02-03-2012 07:50 PM
Thanks for writing, and for linking us to, the article--hopefully it can help some people to get diagnosed earlier.
I had one quibble with the article that I want to mention, plus a couple of suggestions for clarity..
The quibble is that you write, "Within 5 years of being diagnosed with pre-diabetes an individual has a 5 to 10 percent risk of developing Type 2 diabetes." Although the time limit of 5 years may be relevant, I read elsewhere that more than 90% of those diagnosed with prediabetes move on to Type 2. Looking on this website, what I find the ADA saying is that "A: One major study, the Diabetes Prevention Program, showed about 11% of people with prediabetes developed type 2 diabetes each year during the average three years of follow-up. Other studies show that many people with prediabetes develop type 2 diabetes in 10 years." Which is less than what I thought, but also quite a bit higher than what your article states.
An issue of clarity in the article is wher you are discussing the complications of prediabetes and say this happen when glucose level is 100and this happens when glucose level is 140. I think you meant to say when fasting glucose is at that level, but I'm not sure. In any event people without prediabetes reach those numbers on a regular basis, for brief intervals, so I'm sure you didn't mean, for example that anyone whose glucose tops out at 100 after eating is suffering beta cell destruction. Perhaps that is clarified in the links--I didn't go that far.
The other clarity issue is in the list of symptoms. Many of them are classically know to be associated with blood sugar levels., but some of the others not so much, and could be the sign of a number of things. Perhaps listing the clearest signs first, followed by the ones that might be an indication would be more helpful.
None of which is meant to detract from a good presentation that should help some people and doctors to diagnose sooner rather than later. The unfortunate part, which you note without calling it that, is that many doctors do not seem to think prediabetes is important, and many do not even alert their patients to it, or, if they do, given them any clear idea of how to prevent progression to Type 2. This is not only destructive to their health, but also to our health care delivery system, as an ounce of prevention really can forestall the costs of a pound of cure later on...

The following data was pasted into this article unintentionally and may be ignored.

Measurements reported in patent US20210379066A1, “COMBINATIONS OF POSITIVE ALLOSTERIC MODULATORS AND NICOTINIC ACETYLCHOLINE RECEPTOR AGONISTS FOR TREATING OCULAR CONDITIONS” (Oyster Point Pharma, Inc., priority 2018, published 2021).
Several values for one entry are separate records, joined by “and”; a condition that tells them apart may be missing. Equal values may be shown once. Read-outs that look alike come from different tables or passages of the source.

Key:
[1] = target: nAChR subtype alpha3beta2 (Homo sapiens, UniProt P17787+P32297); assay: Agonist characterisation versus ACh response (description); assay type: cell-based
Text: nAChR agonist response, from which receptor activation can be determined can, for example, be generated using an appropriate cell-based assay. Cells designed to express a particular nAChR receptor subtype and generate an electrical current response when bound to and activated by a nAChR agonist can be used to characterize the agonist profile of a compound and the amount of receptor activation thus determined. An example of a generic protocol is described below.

02-04-2012 05:21 AM
Thank you Morris. I will add your suggestions to make the article clearer. Also I obtained the information from the ADA so I will make sure that is clear also. Wow that is wonderful that you had an A1c of 11 and now with exercise, diet, etc. it is a 5. Kudos to you for putting your health first! Thanks again
02-04-2012 05:31 AM
Wanted you to know that I made the article clearer. Also that research study found that in normal blood glucose tolerant individuals a blood sugar over 100 did lead to some beta cell destruction. Just thought you might want to know. I found several that possibly indicate our blood sugar levels still need to be lower than what is currently recommended. In a Type 1 individual this is difficult and can lead to low blood sugar levels. Thanks again
02-04-2012 11:37 PM
You're welcome, kelley
I think you are correct that the official diagnosis guidelines are probably a bit lax--some say deliberately so, to avoid a public panic.. I suspect that to some extent, almost everyone would benefit from cuting the carbs to some extent, even if not to the extent that those of us with diabetes find useful...
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